Rob Marshall's Mary Poppins Returns is, as the title suggests, part sequel and part pastiche, expertly recreating the feel and tone of the original while still being very much its own thing. In that sense, it pulls much the same trick as Star Wars: The Force Awakens, even down to the fan-pleasing cameos.
Set some 30 years after the events of the original Mary Poppins (which the BBC are handily repeating this Christmas, should you require a refresher), the film stars Ben Whishaw and Emily Mortimer as Michael and Jane Banks, the grown-up children from the 1964 film. Michael is a recently widowed father of three (Nathanael Seth, Pixie Davies and Joel Dawson), who's on the verge of losing the family home on Cherry Tree Lane, as a result of missed payments on a bank loan. Sensing that two generations of Banks children are in trouble, magical nanny Mary Poppins (Emily Blunt) descends from the sky to offer her assistance once again. She's aided in her efforts by cheerful cock-er-nee lamplighter Jack (Lin-Manuel Miranda), a former apprentice of Dick Van Dyke's chimney sweep Bert.
The level of artistry that has gone into Poppins 2.0 is nothing short of extraordinary. It's a remarkable feat of pastiche, recreating not just the sets, but the mix of live action and traditional animation, the distinctive accents (Miranda's dodgy Cockney is almost certainly a tribute) and the general tone. The effect is particularly impressive in the songs – each song is original to the new movie, but each one also corresponds to a classic Sherman brothers song from the original film (Richard Sherman serves as music supervisor), so the jaunty Can You Imagine That performs the same function as A Spoonful of Sugar, the lip-trembling The Place Where The Lost Things Go doubles for Feed The Birds and so on. Admittedly, it's unlikely that any of the new songs (by Hairspray duo Marc Shaiman and Scott Wittman) will be as universally loved in 50 years time, but they're still delightful and will have you grinning from ear-to-ear in just the same way.
As for the performances, Blunt is (ahem) practically perfect in every way, opting to make Mary Poppins her own, rather than emulating the peerless Julie Andrews. Her Poppins is a little bit snippier and has a touch of vanity (not to mention a much better hat), but she's every bit as charming, ensuring that audiences will fall in love with her just as much as the Banks children do.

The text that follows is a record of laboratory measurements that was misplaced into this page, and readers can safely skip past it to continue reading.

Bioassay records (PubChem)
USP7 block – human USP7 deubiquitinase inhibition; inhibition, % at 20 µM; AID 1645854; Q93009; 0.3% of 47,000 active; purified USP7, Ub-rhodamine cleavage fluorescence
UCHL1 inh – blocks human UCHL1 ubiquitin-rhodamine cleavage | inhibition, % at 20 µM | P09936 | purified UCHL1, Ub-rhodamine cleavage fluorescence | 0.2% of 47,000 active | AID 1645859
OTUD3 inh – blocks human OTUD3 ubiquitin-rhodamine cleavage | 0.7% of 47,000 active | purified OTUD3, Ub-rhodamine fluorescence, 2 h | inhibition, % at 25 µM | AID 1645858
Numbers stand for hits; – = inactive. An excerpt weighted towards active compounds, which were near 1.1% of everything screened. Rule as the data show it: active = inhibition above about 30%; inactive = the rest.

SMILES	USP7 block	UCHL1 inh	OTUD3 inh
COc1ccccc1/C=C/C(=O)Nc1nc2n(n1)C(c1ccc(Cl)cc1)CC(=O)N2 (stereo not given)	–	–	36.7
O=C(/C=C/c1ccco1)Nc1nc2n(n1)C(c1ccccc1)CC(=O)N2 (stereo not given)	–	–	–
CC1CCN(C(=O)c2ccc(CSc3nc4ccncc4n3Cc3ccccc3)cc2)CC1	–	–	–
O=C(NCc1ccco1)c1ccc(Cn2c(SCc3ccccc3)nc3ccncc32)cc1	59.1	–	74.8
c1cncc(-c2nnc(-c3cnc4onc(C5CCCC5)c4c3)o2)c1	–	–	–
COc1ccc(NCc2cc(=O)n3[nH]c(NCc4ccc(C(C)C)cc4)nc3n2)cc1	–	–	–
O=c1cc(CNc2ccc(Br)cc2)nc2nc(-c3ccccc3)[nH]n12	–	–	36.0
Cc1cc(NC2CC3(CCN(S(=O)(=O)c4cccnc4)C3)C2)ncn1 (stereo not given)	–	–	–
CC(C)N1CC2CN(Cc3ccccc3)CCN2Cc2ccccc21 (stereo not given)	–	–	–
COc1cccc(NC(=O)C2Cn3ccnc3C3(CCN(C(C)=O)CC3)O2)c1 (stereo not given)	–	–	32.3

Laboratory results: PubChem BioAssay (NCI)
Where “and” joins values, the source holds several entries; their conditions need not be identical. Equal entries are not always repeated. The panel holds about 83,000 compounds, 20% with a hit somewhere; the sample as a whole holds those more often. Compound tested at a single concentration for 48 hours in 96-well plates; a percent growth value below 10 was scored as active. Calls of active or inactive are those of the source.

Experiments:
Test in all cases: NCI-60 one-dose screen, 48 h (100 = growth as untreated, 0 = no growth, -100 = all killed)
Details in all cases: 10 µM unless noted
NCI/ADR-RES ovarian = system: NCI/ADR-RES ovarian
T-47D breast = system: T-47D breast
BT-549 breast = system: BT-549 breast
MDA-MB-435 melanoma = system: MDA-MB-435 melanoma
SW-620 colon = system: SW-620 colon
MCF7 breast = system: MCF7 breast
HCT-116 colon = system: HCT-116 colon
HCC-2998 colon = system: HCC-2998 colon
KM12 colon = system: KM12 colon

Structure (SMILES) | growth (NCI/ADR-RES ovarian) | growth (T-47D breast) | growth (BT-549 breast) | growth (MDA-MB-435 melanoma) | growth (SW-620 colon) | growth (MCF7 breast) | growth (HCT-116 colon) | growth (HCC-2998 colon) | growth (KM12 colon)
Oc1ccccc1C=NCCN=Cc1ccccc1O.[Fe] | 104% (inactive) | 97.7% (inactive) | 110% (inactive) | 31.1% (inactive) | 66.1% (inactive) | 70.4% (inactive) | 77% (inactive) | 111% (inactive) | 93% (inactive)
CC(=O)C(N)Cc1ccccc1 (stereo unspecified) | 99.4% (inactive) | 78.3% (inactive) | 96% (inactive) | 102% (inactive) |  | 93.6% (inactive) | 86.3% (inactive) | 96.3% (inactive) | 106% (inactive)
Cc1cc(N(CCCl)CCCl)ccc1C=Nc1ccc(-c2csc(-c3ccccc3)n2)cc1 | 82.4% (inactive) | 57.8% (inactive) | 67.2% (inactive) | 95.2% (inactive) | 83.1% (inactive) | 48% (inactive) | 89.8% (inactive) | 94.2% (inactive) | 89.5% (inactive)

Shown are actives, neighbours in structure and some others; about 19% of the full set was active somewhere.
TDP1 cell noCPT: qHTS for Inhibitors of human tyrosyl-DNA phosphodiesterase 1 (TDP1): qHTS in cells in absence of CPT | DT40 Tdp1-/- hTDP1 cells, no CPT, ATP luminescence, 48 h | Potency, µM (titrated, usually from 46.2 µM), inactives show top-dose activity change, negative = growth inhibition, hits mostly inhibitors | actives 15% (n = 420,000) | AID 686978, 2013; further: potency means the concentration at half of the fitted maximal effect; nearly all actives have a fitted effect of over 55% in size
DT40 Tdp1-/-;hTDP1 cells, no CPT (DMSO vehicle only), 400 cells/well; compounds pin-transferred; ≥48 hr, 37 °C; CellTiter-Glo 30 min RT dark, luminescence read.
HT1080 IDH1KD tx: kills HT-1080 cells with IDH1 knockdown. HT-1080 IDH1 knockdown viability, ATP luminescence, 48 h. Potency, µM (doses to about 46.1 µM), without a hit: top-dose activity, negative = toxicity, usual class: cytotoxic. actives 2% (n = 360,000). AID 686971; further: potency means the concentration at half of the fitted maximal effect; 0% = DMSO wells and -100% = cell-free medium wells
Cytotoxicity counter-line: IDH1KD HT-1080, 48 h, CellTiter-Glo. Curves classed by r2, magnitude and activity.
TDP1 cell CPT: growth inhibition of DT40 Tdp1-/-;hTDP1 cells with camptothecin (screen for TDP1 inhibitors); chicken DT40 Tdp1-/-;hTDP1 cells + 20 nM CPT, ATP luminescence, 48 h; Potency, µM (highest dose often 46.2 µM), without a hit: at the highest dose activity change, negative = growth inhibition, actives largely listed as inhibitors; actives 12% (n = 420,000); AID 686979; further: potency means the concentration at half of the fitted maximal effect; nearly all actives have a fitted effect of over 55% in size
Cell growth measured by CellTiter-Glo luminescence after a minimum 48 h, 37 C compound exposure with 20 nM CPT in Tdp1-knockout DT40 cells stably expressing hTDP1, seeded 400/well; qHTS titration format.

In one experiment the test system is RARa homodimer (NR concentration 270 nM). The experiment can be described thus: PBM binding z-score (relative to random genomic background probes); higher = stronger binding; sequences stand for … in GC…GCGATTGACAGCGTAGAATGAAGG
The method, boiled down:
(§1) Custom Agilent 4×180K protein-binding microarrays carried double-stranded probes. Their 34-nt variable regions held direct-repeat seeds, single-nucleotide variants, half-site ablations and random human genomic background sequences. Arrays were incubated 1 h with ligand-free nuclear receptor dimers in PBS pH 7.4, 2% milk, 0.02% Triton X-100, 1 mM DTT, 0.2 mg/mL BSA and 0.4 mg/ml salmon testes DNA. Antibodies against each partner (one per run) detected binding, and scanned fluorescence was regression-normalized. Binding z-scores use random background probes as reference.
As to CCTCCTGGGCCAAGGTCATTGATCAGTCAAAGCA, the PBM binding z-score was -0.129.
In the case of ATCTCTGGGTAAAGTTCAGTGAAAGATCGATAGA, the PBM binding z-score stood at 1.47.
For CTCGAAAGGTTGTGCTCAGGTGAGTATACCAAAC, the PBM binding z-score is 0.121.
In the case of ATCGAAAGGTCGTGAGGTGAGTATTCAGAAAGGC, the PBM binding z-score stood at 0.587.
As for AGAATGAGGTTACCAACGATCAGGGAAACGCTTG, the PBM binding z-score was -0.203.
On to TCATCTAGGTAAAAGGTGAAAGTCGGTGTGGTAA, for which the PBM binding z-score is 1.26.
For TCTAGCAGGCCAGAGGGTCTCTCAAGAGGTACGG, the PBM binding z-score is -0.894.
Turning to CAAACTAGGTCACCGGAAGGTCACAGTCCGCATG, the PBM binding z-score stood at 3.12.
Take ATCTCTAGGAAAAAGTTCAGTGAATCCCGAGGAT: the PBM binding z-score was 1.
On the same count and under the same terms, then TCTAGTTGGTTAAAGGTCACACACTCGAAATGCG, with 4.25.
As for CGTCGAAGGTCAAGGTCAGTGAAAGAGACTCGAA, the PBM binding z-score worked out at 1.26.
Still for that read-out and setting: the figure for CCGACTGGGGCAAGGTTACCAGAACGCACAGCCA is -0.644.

The rest of the cast are equally good, particularly Miranda, who has a perpetual twinkle in his eye, and Whishaw, whose air of melancholy is quietly heart-breaking. There are also enjoyable turns from the likes of Colin Firth (as a duplicitous bank manager) and Meryl Streep (as an eccentric, heavily accented cousin of Mary's called Topsy), while the afore-mentioned cameos from the original film are an absolute joy. That said, Mortimer is sadly under-used, and it's a shame the film couldn't have found a little more time for her oft-mentioned-but-not-really-shown social activism (campaigning for workers' rights and so on).
The presence of Whishaw, coupled with another grouchy housekeeper turn from Julie Walters, also evokes a presumably deliberate association with the Paddington films, which seems only fair, since they borrowed the look of Cherry Tree Lane from Mary Poppins in the first place.
Marshall injects the film with an infectious feelgood energy, borne of a clear love for the original film. He also orchestrates a number of entertaining set-pieces, the highlight of which features Mary and Jack performing A Cover Is Not The Book (the equivalent of Supercalifragilisticexpialidocious) in an animated music hall sequence.
If there's a problem with the film, it's only that the main emotional arc doesn't hit quite as hard as it did in the original movie, and could perhaps have done with a bit of a last-minute nudge in the right direction in the screenplay – the set-up is there (specifically the idea that Michael and Jane have dismissed the magic of their youth as childhood fantasy), but it's strangely under-developed, so the finale doesn't quite have the intended emotional impact. It's also fair to say that Mary is oddly passive in the finale, which fits with the idea that she's encouraging the other characters to reach their potential, but backfires slightly because it leaves you wanting more of Blunt's performance.
Those minor niggles aside, this is a joyous family feelgood picture that will enchant die-hard Poppins fans and newcomers alike. It's also a masterclass in pastiche and Marshall's best film since Chicago.